Advertisement

In Vitro Alkylation Methods for Assessing the Protein Redox State

  • Flavien Zannini
  • Jérémy Couturier
  • Olivier Keech
  • Nicolas Rouhier
Protocol
Part of the Methods in Molecular Biology book series (MIMB, volume 1653)

Abstract

Cysteines are important residues for protein structure, function, and regulation. Owing to their modified reactivity, some cysteines can undergo very diverse redox posttranslational modifications, including the reversible formation of disulfide bonds, a widespread protein regulatory process as well exemplified in plant chloroplasts for Calvin-Benson cycle enzymes. Both core- and peripheral-photorespiratory enzymes possess conserved cysteines, some of which have been identified as being subject to oxidative modifications. This is not surprising considering their presence in subcellular compartments where the production of reactive species can be important. However, in most cases, the types of modifications and their biochemical effect on protein activity have not been validated, meaning that the possible impact of these modifications in a complex physiological context, such as photorespiration, remains obscure.

We here describe a detailed set of protocols for alkylation methods that have been used so far to (1) study the protein cysteine redox state either in vitro by submitting purified recombinant proteins to reducing/oxidation treatments or in vivo by western blots on protein extracts from plants subject to environmental constraints, and its dependency on the two major reducing systems in the cell, i.e., the thioredoxin and glutathione/glutaredoxin systems, and (2) determine two key redox parameters, i.e., the cysteine pKa and the redox midpoint potential.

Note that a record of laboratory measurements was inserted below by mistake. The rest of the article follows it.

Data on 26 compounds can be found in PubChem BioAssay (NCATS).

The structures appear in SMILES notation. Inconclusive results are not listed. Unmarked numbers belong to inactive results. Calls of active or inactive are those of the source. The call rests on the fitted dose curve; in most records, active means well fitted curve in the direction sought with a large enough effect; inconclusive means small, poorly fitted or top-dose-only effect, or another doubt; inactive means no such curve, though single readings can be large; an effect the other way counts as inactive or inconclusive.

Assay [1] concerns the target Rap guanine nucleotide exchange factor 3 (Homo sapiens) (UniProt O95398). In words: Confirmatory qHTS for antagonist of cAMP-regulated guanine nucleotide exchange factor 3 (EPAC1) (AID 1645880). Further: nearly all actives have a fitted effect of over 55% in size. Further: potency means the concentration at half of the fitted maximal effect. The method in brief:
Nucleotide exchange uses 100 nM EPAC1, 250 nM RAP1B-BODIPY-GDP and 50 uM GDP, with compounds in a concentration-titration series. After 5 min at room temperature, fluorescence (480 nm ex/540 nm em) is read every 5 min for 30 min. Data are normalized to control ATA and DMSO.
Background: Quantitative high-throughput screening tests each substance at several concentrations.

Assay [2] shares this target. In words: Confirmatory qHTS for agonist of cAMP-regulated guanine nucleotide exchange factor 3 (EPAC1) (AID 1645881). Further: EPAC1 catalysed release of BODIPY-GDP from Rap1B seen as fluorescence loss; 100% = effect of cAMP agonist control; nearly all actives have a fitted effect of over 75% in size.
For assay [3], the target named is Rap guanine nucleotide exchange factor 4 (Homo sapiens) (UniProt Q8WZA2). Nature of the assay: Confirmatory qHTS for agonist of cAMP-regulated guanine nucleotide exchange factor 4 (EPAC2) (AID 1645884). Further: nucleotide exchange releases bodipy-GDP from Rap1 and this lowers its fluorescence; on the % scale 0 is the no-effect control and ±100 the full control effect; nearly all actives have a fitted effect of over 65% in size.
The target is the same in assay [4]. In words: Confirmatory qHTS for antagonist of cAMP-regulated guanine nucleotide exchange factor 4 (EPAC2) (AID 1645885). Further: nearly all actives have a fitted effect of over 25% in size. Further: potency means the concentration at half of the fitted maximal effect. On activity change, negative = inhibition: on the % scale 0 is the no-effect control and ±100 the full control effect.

Key words

Alkylation Cysteine Oxidative modification pKa Redox potential 

Notes

Acknowledgments

The UMR1136 is supported by a grant overseen by the French National Research Agency (ANR) as part of the “Investissements d’Avenir” program (ANR-11-LABX-0002-01, Lab of Excellence ARBRE). The Swedish Research Council “VetenskapsRådet” (grant: 621-2014-4688) as well as the Kempe Foundations are acknowledged for their financial support to O.K.

References

  1. 1.
    Poole LB (2015) The basics of thiols and cysteines in redox biology and chemistry. Free Radic Biol Med 80:148–157CrossRefPubMedGoogle Scholar
  2. 2.
    Couturier J, Chibani K, Jacquot JP, Rouhier N (2013) Cysteine-based redox regulation and signaling in plants. Front Plant Sci 4:105PubMedPubMedCentralGoogle Scholar
  3. 3.
    Biteau B, Labarre J, Toledano MB (2003) ATP-dependent reduction of cysteine-sulphinic acid by S. cerevisiae sulphiredoxin. Nature 425:980–984CrossRefPubMedGoogle Scholar
  4. 4.
    Michelet L, Zaffagnini M, Morisse S, Sparla F, Perez-Perez ME, Francia F et al (2013) Redox regulation of the Calvin-Benson cycle: something old, something new. Front Plant Sci 4:470CrossRefPubMedPubMedCentralGoogle Scholar
  5. 5.